A team from a York secondary school have used their design and technology equipment to help in the fight against the Coronavirus outbreak.
Staff from Manor CE Academy have used their laser cutter and workshop space to manufacture over 150 protective visors for NHS and care workers in the city.
Rich Cooper, Associate Assistant Principal and Director of Learning – Design Technology, Art & Computing at Manor, was inspired to help when he saw news coverage a few days ago about a similar project taking place at a school in Coventry. After checking a number of online forums, he quickly found designs and modifications for the PPE visors which had been shared by other design and technology teams across the country.
Rich said: “I wanted to do something to help during this ongoing Coronavirus crisis, and I know colleagues felt the same. I asked for a few volunteers to help with manufacture and distribution and was overwhelmed with the response. We limited the production team to four so that we could maintain safe social distancing whilst we worked, but many other colleagues helped by donating materials and offering help with delivering the visors once they were completed.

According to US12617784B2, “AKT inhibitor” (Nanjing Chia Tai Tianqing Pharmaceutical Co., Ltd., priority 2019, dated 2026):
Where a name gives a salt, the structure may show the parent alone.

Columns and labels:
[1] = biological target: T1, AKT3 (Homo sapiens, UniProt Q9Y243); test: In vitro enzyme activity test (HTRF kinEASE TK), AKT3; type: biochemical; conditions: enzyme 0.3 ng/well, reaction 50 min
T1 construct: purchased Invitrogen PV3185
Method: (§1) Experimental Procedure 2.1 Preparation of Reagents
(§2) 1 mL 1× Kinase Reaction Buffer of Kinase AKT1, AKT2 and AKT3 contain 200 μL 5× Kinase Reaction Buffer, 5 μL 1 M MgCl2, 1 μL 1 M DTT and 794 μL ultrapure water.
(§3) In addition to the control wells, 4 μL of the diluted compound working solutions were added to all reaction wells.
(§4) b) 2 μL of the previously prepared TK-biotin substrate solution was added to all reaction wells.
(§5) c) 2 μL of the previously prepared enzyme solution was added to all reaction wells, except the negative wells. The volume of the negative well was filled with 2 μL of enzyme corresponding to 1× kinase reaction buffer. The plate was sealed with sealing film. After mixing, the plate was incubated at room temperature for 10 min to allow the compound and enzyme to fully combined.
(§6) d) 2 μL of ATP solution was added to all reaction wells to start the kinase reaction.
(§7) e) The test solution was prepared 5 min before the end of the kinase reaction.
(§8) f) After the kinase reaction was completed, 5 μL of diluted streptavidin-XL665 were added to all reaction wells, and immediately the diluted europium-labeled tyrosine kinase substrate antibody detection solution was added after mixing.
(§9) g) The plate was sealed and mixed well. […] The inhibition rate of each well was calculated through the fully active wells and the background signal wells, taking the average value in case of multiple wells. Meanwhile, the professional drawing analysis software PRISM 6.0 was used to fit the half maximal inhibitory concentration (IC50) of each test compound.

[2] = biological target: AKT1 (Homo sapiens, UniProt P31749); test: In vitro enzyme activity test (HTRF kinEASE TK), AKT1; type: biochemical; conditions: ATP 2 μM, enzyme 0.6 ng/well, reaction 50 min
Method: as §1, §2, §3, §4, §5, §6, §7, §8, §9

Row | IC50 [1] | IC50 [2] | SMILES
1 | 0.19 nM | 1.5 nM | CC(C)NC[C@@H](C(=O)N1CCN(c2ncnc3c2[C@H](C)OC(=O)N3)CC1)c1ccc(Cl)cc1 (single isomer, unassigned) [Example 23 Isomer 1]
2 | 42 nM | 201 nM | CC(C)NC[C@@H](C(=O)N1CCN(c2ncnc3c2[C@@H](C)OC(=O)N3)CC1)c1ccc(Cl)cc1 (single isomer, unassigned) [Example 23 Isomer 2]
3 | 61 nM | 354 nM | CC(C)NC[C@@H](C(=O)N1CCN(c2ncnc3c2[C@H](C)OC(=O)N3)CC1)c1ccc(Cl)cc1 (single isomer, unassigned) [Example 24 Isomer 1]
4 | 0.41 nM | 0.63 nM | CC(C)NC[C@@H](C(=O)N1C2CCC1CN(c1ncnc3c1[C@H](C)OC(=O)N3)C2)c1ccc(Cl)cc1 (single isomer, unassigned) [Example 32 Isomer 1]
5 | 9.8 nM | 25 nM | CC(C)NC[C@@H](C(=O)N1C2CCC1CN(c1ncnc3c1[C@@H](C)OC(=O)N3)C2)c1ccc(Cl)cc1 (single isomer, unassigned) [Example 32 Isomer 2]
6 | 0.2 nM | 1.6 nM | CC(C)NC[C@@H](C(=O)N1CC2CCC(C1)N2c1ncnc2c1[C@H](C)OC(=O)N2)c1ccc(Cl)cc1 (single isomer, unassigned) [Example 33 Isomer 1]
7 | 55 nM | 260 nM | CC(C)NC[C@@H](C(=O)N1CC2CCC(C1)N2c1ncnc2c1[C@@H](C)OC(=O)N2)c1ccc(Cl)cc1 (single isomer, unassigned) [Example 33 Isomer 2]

“We spent about five hours on Monday producing the visors after we’d modified the design slightly to work on our machinery. Huge credit goes to all those who have shared their designs and innovations for these visors. The team have been fantastic, making more than 150 visors on the day. Feedback has been overwhelmingly positive and we are so happy and proud to have played a part in supporting our front line workers.”
The visors have now been collected or delivered to York District Hospital, Front Street Surgery, to consultants carrying out home visits and Ebor Court Care Home.
Manor CE Academy is part of the Hope Learning Trust, alongside nine other schools in York and North Yorkshire. Some of their partner schools are also contributing to the community effort during the crisis: Barlby High School has donated safety goggles normally used in Science lessons, to Goole Hospital where they are now being used by ward staff and community teams; Graham School in Scarborough are participating in a penpal project with children of keyworkers writing to children as far away as the Cayman Islands; and keyworker students and staff at George Pindar School also in Scarborough, have been creating Easter greetings for staff and residents of a local care home.